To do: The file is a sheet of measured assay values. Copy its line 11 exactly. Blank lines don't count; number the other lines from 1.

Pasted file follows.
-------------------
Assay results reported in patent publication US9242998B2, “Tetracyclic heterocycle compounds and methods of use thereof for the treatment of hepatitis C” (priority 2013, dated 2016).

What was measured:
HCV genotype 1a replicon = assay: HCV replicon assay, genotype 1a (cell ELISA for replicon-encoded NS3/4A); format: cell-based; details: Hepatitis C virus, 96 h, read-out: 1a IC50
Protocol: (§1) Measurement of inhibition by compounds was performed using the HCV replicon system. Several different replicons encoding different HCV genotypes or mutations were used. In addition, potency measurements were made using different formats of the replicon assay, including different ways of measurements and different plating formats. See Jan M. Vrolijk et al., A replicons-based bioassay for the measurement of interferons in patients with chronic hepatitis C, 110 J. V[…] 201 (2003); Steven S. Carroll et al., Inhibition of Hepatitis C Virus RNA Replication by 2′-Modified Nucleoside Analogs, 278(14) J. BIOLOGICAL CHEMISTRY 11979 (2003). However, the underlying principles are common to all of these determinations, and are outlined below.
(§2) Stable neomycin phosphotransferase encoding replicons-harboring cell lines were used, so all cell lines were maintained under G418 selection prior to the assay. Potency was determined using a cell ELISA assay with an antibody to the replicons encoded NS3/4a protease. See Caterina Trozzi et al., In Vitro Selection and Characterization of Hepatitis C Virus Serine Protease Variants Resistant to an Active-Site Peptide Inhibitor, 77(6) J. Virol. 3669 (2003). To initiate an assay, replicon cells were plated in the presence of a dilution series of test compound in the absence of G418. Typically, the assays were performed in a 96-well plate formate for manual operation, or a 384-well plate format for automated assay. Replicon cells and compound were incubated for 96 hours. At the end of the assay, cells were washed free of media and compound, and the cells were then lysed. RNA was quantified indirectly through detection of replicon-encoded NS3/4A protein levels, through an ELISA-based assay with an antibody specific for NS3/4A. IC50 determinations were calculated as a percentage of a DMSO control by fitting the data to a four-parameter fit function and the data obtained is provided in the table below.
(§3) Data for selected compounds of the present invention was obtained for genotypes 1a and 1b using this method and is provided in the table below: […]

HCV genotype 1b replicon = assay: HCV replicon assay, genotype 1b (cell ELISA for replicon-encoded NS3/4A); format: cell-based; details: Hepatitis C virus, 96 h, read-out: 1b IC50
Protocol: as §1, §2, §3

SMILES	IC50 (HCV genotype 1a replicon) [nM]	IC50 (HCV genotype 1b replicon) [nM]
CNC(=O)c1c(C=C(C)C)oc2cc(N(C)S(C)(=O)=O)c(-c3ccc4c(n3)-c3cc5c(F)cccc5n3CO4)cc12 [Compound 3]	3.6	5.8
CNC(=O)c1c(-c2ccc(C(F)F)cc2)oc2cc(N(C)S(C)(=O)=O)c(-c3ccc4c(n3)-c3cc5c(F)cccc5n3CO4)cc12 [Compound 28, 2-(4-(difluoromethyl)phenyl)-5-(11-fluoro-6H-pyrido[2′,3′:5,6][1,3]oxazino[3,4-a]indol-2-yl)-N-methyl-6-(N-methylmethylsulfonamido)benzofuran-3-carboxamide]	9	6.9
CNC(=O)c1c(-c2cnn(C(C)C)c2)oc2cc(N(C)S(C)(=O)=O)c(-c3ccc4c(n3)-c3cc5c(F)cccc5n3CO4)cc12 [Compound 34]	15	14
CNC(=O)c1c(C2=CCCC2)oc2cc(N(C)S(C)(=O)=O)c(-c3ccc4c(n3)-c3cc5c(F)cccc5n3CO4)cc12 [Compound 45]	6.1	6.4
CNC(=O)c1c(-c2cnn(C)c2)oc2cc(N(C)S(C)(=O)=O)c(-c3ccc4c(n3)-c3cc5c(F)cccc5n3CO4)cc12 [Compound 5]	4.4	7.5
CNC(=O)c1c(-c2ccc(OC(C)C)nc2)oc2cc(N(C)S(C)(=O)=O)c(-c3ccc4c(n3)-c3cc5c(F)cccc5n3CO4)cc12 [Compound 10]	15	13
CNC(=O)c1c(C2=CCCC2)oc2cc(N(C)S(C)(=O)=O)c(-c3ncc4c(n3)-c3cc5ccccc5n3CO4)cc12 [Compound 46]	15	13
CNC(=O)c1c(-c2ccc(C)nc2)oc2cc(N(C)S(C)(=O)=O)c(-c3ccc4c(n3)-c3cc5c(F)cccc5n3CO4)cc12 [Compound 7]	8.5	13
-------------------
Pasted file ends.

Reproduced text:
CNC(=O)c1c(-c2ccc(C(F)F)cc2)oc2cc(N(C)S(C)(=O)=O)c(-c3ccc4c(n3)-c3cc5c(F)cccc5n3CO4)cc12 [Compound 28, 2-(4-(difluoromethyl)phenyl)-5-(11-fluoro-6H-pyrido[2′,3′:5,6][1,3]oxazino[3,4-a]indol-2-yl)-N-methyl-6-(N-methylmethylsulfonamido)benzofuran-3-carboxamide]	9	6.9